Collection / Filtering

Suggest Good Practice


Once a warrant has been authorized or approved, an intelligence agency can proceed with the implementation of a particular surveillance measure. For this, it intercepts the relevant signals, for example by tapping an internet service provider’s (ISP) fiber optic backbone cable or diverting data at an internet exchange point. Afterwards, the collected data has to be filtered for two reasons: First, because of the huge volumes passing through, which would be far too much to be stored long term, gratuitous data that is extremely unlikely to yield any intelligence value is filtered out (e.g., all data from public video feeds); second, the collected data stream has to be filtered so as to abide by legal requirements. Certain data – for example the communications involving lawyers, journalists, priests, or other professions relying on the confidentiality of correspondence – may be offered higher levels of protection in national surveillance laws.


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Nerd Corner

Extract from the BND ruling on filters: “The service is to be obliged to continuously develop the filtering methods and to keep them at the state of the art of science and technology.” German Federal Constitutional Court, BND Law Judgment of May 2020, 1 BvR 2835/17, Paragraph 173.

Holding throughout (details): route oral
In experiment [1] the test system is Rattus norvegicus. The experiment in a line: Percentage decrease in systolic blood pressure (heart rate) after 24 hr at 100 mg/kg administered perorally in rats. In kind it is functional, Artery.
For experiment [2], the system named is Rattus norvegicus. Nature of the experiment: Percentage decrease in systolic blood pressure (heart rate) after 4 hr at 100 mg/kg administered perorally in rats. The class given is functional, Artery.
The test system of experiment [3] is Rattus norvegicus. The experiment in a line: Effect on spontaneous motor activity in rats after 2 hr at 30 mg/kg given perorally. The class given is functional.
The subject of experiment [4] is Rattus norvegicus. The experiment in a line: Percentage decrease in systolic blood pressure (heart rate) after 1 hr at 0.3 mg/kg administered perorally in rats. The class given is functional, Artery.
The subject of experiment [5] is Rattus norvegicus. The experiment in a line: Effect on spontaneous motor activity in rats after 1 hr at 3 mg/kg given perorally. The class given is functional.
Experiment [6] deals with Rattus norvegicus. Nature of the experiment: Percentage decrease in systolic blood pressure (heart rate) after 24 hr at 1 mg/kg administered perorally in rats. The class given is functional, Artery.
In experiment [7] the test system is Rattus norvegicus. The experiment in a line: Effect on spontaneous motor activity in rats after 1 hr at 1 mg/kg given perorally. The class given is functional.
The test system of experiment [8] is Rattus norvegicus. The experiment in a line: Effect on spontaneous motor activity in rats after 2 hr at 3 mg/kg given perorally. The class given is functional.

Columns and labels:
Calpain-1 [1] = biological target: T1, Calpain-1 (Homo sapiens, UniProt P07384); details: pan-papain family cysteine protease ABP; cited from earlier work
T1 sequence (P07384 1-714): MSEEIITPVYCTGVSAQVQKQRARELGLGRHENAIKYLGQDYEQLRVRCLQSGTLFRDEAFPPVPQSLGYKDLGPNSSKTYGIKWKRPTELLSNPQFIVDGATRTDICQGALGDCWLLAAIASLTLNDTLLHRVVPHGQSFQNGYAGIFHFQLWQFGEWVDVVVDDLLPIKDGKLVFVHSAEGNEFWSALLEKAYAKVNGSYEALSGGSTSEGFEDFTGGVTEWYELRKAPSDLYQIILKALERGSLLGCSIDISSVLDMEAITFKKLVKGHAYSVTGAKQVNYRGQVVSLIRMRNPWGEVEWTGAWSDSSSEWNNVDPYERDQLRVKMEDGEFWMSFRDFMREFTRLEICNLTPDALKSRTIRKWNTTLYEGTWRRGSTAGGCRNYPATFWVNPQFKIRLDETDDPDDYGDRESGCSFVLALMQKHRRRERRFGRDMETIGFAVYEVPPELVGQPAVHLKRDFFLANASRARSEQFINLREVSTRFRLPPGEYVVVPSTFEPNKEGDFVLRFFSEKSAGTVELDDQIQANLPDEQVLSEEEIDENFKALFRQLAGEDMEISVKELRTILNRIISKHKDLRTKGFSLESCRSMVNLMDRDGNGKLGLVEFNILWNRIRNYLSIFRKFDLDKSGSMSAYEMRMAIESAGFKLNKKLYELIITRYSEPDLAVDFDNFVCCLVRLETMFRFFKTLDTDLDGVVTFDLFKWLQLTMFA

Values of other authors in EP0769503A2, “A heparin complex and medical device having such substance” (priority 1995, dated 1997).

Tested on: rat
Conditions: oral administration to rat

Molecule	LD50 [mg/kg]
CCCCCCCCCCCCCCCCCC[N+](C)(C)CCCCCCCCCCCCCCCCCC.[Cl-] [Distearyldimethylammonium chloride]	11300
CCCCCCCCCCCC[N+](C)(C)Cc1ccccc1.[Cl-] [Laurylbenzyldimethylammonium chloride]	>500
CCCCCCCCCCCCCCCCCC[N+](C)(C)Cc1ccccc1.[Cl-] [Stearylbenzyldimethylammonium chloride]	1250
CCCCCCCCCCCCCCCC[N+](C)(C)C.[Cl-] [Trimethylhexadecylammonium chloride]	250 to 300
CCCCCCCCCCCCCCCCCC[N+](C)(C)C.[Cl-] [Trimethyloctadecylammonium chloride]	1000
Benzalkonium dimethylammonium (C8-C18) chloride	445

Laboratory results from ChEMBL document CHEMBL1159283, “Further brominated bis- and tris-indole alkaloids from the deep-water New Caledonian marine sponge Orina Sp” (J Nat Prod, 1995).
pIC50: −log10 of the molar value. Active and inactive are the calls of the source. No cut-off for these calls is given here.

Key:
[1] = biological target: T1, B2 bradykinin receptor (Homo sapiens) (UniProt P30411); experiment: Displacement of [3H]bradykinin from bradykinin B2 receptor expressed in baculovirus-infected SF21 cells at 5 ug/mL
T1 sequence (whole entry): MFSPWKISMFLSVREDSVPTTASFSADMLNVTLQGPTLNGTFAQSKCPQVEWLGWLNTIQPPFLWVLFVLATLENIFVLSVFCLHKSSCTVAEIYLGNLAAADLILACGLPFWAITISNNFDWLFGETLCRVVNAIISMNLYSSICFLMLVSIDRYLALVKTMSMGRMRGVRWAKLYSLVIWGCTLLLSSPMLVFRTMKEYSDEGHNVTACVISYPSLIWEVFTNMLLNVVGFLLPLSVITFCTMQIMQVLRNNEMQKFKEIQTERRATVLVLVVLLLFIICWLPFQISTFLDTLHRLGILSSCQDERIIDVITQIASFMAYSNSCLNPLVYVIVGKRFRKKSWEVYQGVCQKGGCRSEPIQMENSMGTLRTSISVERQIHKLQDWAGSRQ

CCC paper on technical capabilities of filters: Kay Rechthien. 2016. ”Sachverständigen-Gutachten gemäß Beweisbeschluss, 1. Untersuchungsausschuss (NSA-UA) der 18. Wahlperiode des Deutschen Bundestages.” September.

CTIVD report on the application of filters in “research assignment oriented” (OOG) interceptions by the Dutch intelligence services AIVD and MIVD (our translation), which is available in Dutch via the Review Committee on the Intelligence and Security Services: “Progress Report,” July 17, 2019 (CTIVD Nr. 63).

For a detailed analysis of potential applications for direct oversight access to operational surveillance systems, see: Kilian Vieth and Thorsten Wetzling. 2019. “Data-driven Intelligence Oversight: Recommendations for a System Update.”

Electronic Frontier Foundation. 2013. “Yahoo’s Challenge to the Protect America Act in the Foreign Intelligence Court of Review.” October 22, 2013. Other, more recent provider challenges include: Kate Conger. 2017. “An Unknown Tech Company Tried (and Failed) to Stop the NSA’s Warrantless Spying.” Gizmodo. June 14, 2017.

Privacy and Civil Liberties Oversight Board (PCLOB). 2014. “Report on the Surveillance Program Operated Pursuant to Section 702 of the Foreign Intelligence Surveillance Act.” July 2, 2014.